Do you travel often and don't like queuing at the toll booths? Then you can also purchase a "Paso Rapido" at a Shell, Total Energies or Next gas station. This card costs RD$ 500 once and afterwards you can recharge it digitally (also at the gas station). For the "Paso Rapido" they have special counters where you can drive straight through with your car and often there are no long traffic jams. After all, the majority of the population here always pays with cash. And that way you also don't have to worry about change....

Every month we charge it, for example, with RD$ 1500 for driving mostly to Punta Cana and back to Santo Domingo.

Beware: This pass doesn't work in the northern part of the island. If you travel to Samana, Cabarete, Santiago or Puerto Plata, you will still have to pay in cash! If you only travel around Santo Domingo and Punta Cana, the Paso Rapido is very useful.

Ps: This Paso Rapido is not "obligated" to stick to your window. They will tell you to do this, however when you rent a car, this is not convenient at all. Neither with your own car. Because when the window breaks, it means you need a new card (sticker). Just keep it at the front of the window so the scan can recognize it easily. And if you travel often to the Dominican Republic, you can just keep it with you and your passport. And trust us: this works perfectly.

Gas Costs

In the Dominican Republic, you will find a huge number of gas stations. On highways, inner suburbs, major lanes in major cities,... in every neighborhood you can pretty much go and fill up. Well-known brands are Texaco, Shell, Total Energies and Next.

As in other countries, you can choose between Diesel, Regular and Premium gasoline. And the price is calculated per gallon.

When you arrive at a gas station, a gas station attendant will fill your car with gasoline. With this, make sure that your screen is always at 0 when you start and that you never hand over your card to prevent fraud (scanning your card).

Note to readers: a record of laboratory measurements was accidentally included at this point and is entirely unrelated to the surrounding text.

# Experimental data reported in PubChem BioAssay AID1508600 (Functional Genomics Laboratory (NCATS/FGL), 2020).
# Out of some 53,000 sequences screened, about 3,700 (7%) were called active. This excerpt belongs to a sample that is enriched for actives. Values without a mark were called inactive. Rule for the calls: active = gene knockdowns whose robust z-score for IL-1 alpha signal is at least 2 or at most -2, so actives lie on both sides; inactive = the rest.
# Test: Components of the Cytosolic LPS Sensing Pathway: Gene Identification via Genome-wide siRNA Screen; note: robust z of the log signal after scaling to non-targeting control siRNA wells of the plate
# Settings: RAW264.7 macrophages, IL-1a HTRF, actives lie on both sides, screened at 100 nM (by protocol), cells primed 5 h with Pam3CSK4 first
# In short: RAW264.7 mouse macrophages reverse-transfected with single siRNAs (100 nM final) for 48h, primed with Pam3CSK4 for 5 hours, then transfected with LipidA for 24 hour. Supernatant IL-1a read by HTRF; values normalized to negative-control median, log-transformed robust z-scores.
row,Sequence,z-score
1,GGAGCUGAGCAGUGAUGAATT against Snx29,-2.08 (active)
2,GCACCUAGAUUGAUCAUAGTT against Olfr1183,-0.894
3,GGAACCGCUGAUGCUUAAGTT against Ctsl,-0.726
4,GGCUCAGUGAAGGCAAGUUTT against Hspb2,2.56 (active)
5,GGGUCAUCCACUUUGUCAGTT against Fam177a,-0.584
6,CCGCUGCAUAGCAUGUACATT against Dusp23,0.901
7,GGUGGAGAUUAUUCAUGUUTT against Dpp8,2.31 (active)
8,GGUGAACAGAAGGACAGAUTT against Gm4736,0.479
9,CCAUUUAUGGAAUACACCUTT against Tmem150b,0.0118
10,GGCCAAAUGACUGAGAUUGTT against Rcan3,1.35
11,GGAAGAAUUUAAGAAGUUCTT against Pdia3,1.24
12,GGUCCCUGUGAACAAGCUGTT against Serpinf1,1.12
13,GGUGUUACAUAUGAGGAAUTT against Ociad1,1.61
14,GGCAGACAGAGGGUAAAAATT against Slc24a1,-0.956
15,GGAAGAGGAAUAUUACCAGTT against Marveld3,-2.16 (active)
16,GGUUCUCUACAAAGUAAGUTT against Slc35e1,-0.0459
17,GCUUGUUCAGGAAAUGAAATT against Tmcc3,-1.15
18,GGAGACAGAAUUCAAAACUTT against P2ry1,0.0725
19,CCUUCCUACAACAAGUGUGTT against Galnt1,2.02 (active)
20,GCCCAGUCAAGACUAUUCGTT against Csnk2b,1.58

Since they provide the service of refueling for you, a small pocket money/tip is always appreciated. We often hand over our leftover coins. Every little bit makes a big difference to them!

Want to fill up safely? As previously recommended, choose a REVOLUT* bank card. This way you can protect your card from scanning and track everything directly on your app. Read more about REVOLUT* and the safe use of your money/bank cards in the Dominican Republic here.

How safe is it to drive in the Dominican Republic?
Picture Credits: Cindy Van Dyck

Tips for driving in the Dominican Republic

Meanwhile, we have been driving the roads in the Dominican Republic for more than three years and we are lucky that nothing bad has ever happened to us. Even if you are enormously careful, reckless driving is not uncommon here. You have cars without lights, people crossing the lane at random, barely any street lights and motorcycles squeezing in between everything.

Now if you can drive in Paris, Brussels or other big cities, you can too. And our very first and most important tip: go with the flow. Never try to go against traffic and follow the madness, as crazy as that may sound. But if you let the traffic take you along, things will go much more smoothly and you will avoid accidents.

Extra tips:

- Because some cars do not have (good) lights and drivers like to crawl between other cars, it is recommended to keep enough distance between the car in front of you. Better a little too much distance than an accident!